What is SAN storage?

SAN expandable to storage area network is a high speed independent data transfer interconnected network offering consolidated storage resources to several servers. It moves the storage resources from public network and restructures them into a dedicated high performing network. This facilitates each server to access the shared storage as if it was an attached drive eliminating network bottlenecks.

SAN storage solutions initially came in the form of fiber Channel (FC) which worked out to be quite expensive, complicated and difficult to manage. In recent times these issues have been reduced with the introduction of 10 gigabit Ethernet (10GbE) Internet Small Computer System Interface (ISCSI) that is more affordable and flexible. Both the types are still widely being adopted depending on individual business requirements.

The primary advantage of SAN has been the virtualization of storage. Large pools of consolidated storage are now available for all software applications without the need to check the server capacity of individual storage devices. The second important benefit with SAN is the backup. Snapshots and data replication comes as a protection at times of disasters and with SAN the centralized data backup process is done faster and in a more cost-effective manner. SAN has also eliminated the process of using DAS (direct attached storage) where manual efforts are required to install more storage. SAN also minimizes the downtime and the need to reboot. All the storage needs can be managed from one single console. Another crucial benefit is it ensures failover protection even if one server encounters issues or is down for maintenance traffic is diverted automatically to other servers.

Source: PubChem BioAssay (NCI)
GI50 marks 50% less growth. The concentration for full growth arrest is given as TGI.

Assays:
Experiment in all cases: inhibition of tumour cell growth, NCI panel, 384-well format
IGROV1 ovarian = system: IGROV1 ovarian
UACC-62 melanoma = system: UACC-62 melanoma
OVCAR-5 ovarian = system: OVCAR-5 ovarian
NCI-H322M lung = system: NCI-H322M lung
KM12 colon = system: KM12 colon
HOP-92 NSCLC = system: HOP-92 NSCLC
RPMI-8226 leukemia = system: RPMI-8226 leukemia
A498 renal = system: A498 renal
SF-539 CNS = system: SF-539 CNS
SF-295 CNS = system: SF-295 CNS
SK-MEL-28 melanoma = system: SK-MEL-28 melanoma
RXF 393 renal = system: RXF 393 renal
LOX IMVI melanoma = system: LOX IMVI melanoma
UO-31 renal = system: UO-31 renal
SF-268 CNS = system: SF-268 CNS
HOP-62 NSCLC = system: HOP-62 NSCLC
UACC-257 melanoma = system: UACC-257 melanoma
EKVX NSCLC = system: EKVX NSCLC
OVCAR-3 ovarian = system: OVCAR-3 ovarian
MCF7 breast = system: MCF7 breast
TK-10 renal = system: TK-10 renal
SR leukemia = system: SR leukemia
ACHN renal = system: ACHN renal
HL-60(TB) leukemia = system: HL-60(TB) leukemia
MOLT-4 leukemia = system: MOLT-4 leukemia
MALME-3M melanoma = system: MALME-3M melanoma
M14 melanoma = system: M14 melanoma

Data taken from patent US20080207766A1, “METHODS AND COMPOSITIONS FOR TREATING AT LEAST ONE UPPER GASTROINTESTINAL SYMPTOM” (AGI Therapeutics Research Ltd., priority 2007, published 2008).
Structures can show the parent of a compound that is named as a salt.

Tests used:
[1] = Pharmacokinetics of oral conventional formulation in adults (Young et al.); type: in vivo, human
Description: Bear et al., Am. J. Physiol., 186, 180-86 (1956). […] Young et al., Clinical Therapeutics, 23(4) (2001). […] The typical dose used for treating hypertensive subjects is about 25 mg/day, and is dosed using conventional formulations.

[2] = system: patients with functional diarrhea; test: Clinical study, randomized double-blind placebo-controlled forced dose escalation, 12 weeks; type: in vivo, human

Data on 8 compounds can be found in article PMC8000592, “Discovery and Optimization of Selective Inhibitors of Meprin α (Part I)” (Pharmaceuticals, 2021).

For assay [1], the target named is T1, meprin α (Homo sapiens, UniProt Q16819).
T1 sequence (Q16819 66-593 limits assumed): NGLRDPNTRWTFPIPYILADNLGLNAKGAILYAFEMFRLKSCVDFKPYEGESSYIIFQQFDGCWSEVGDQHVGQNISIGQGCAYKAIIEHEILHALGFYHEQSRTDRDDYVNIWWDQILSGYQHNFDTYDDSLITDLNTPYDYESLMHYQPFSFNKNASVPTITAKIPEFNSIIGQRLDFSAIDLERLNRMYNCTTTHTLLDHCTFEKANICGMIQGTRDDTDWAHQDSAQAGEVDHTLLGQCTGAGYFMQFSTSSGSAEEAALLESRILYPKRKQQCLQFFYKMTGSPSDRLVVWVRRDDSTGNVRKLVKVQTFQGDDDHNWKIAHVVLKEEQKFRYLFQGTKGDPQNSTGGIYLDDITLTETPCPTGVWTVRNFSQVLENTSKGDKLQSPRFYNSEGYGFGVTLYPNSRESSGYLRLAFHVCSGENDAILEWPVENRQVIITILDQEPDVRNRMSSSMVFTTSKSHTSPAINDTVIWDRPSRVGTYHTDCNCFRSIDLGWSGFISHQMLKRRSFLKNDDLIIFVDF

Comparing SAN with NAS

 

SAN and NAS (Network-Attached Storage) are both network based storage solutions. They exhibit similarities as well as differences at the same time. Both SAN and NAS allow their users to access storage devices remotely. The services they provide creates confusion within the users but the technology diverge at every point of their characteristic. Let’s go through the difference one by one to get a more clear idea-

 

NAS SAN
Uses TCP/IP networks, most commonly Ethernet Runs on high speed fibre channel networks
Data processing is done on file-based data Data processing is done on block-based data
Uses several protocols to connect with servers including NFS, SMB/CIFS, etc. Uses SCSI protocol to communicate with the servers.
Has lower throughput and higher latency because of its slower file system layer A higher performance for environments that need high-speed traffic
NAS devices are not highly scalable. Though some high-level NAS systems can be scaled up to petabytes with the use of clusters SAN is way more scalable than NAS and thus enables admins to scale performance and capacity in configurations
Easier to manage and devices can be easily plugged into LAN, thus a simplified management interface To plugin to SAN requires more administration time and expertise than NAS
NAS is generally lies towards the lower price range but some high end NAS are more costly than entry level SAN SANs are generally costlier and need complex maintenance with FC SANs on top.

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